“I don’t scare easily,” a defiant Cacho told The Guardian during one of her self-imposed exiles in London, while vowing to return. “I like my country. [In Mexico] really good journalists are so badly needed. It’s important. I want to be there to see the change.”

Only after the United Nations Human Rights Committee condemned Mexico over Cacho’s arrest and torture did the federal government issue a public apology. That was in January 2019. Two months later, a Quintana Roo state judge issued an arrest warrant against Marín and Nacif. Marín was arrested in Acapulco in February of this year, and Nacif was detained in Lebanon in May — 16 years after Cacho’s ordeal.

But as she continued seeking justice, the Third Collegiate Court of Quintana Roo delivered a major blow in July when it dismissed all charges against Nacif and rendered the arrest warrant invalid.

In a tweet, Cacho denounced the ruling, accusing the judge and the judge’s brother, a high-ranking government official, of corruption. “A judge working in the service of an international child trafficking network used a lie to dismiss a trial we were already winning in the international arena,” she wrote. 

The Fight for Journalistic Safety

Parra and Cacho are just two of countless Mexican journalists who have suffered physical and mental abuse simply for doing their jobs. But what is the country doing about it? Mexico does have a federal agency responsible for providing measures such as security cameras, bulletproof vests, and bodyguards for journalists and human rights defenders. It has proven somewhat effective but largely inefficient because of limited resources. In one of his morning press conferences, President Andrés Manuel López Obrador recently acknowledged that the agency is not that effective and ordered it to be reviewed.

Andres Manuel Lopez Obrador, Junio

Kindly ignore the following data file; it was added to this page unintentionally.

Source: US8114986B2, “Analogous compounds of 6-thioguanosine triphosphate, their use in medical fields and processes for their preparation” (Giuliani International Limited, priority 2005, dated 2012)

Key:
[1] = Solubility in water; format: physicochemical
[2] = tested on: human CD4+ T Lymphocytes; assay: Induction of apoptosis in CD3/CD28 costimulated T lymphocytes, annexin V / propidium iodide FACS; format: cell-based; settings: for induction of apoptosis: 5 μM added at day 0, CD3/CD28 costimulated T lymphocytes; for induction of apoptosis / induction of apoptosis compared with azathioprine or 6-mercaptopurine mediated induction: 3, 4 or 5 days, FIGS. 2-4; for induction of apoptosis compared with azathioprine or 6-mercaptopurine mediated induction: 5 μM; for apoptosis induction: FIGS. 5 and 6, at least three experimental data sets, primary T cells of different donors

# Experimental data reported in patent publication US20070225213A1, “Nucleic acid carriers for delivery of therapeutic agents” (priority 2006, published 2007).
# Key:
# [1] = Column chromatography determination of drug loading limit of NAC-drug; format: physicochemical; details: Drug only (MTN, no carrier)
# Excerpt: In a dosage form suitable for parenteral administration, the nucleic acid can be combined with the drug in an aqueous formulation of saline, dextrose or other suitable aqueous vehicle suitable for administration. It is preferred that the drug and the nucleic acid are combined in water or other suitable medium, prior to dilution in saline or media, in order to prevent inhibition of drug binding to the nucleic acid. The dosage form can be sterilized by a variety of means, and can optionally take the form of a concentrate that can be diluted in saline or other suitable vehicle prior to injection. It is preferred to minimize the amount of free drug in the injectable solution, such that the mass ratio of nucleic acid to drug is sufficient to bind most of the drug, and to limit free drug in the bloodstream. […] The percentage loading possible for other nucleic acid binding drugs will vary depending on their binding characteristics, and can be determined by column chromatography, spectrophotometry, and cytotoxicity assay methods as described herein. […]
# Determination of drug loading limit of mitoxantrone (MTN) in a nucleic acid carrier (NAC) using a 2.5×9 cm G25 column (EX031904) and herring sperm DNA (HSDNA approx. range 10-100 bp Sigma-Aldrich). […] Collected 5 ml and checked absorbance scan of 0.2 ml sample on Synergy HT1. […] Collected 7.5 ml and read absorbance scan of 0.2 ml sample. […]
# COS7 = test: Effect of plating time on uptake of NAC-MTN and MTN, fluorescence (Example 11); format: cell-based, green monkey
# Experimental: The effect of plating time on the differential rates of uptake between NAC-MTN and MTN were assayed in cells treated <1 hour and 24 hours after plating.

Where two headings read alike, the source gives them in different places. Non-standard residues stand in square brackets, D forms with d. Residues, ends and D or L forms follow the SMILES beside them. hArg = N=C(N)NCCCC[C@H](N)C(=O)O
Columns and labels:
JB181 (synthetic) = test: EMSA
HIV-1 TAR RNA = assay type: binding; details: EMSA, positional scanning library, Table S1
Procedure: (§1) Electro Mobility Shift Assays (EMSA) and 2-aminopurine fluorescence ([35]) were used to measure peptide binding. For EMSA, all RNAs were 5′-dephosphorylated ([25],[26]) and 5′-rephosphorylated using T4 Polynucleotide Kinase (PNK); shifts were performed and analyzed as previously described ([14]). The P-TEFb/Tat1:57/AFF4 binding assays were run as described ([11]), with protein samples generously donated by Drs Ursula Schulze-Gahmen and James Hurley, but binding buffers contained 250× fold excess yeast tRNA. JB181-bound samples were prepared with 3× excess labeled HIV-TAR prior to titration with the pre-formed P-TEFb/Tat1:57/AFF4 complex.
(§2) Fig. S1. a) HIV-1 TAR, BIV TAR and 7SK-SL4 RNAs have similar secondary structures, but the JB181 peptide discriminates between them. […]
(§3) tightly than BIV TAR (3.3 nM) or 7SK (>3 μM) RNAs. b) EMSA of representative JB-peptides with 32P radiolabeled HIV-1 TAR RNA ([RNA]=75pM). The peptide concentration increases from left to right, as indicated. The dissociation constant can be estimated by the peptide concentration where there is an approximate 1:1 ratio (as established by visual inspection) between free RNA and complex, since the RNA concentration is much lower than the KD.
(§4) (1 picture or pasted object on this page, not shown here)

Andrés Manuel López Obrador speaking at the Plaza de Armas, Queretaro, Junio, Mexico, June 18, 2012. Photo credit: Mundo al Revés / Flickr (CC BY-NC-ND 2.0)

At the same time, López Obrador has been widely criticized for his frequent verbal attacks on the media.

“What has happened with this new government [López Obrador was elected in late 2018] is that there is a greater intolerance of criticism, dissent, and critical journalism,” said Saucedo. “When it’s the heads of the state, either at a federal or more local level, who directly stigmatize, criticize, and attack the press, in a country where a journalist is attacked every 13 hours, the only thing this achieves is more risk that other journalists are attacked.”

According to Saucedo, violence against the press in Mexico grows every day, every year. “Unless the state really begins to take clear measures, diligent and efficient strategies, and the federal government coordinates with the local government, this trend of growth of violence against the press will continue to increase,” she said.

Amid this disturbing reality, how do journalists protect themselves? Saucedo said generating and strengthening support networks among journalists has helped. “You increase the political cost of attacking a journalist — it’s the idea that if you attack one, you attack all.” 

Journalists also take additional security measures, such as two-step authentication on their social media accounts and communicating only through encrypted emails and phone calls. Saucedo also mentioned that, much to her satisfaction, she has seen more journalists take measures to manage their stress, fatigue, and other adverse psychological effects brought on by their work.

When asked about the obstacles she faces every day in her work with Article 19, Saucedo said the biggest one is dealing with expectations. “In the end we are a civil society organization — we are not the state. We do not have the resources or the tools that the state has,” Saucedo explained. “In the absence of a state that guarantees security and integrity and is also the direct perpetrator or the most directly responsible for violence against the press, it’s a challenge because many times you make demands on the state, which is the same state that violates the press.”

Saucedo asks people to imagine a world without journalists. “There would be so many stories that without journalists we would not find out,” she said. “Recognize the essential work that the press has for democracy. Debate the press and criticize it, observe it, but do not attack it. Because if we attack the press, in the end we are also violating everyone’s right to information.”